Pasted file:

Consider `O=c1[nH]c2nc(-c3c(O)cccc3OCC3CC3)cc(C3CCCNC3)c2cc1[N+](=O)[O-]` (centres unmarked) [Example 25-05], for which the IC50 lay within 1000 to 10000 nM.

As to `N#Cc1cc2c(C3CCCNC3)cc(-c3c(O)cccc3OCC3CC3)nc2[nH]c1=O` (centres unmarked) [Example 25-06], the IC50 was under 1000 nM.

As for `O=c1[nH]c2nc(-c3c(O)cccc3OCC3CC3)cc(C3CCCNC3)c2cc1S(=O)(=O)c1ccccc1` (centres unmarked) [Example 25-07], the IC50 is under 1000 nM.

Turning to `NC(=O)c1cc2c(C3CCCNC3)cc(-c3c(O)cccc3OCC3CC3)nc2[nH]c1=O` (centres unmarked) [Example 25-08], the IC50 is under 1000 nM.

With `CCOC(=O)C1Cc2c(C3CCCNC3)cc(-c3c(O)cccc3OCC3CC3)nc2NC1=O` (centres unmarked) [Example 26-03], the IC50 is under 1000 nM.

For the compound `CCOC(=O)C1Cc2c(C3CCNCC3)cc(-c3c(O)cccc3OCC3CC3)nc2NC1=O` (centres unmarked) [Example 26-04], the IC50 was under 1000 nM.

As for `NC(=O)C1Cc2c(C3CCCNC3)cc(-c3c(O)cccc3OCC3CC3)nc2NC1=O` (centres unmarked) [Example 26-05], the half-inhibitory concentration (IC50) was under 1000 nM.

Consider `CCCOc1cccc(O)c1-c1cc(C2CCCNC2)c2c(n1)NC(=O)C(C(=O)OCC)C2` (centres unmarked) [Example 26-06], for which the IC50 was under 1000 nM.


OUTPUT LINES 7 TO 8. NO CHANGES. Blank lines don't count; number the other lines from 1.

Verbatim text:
As for `NC(=O)C1Cc2c(C3CCCNC3)cc(-c3c(O)cccc3OCC3CC3)nc2NC1=O` (centres unmarked) [Example 26-05], the half-inhibitory concentration (IC50) was under 1000 nM.

Consider `CCCOc1cccc(O)c1-c1cc(C2CCCNC2)c2c(n1)NC(=O)C(C(=O)OCC)C2` (centres unmarked) [Example 26-06], for which the IC50 was under 1000 nM.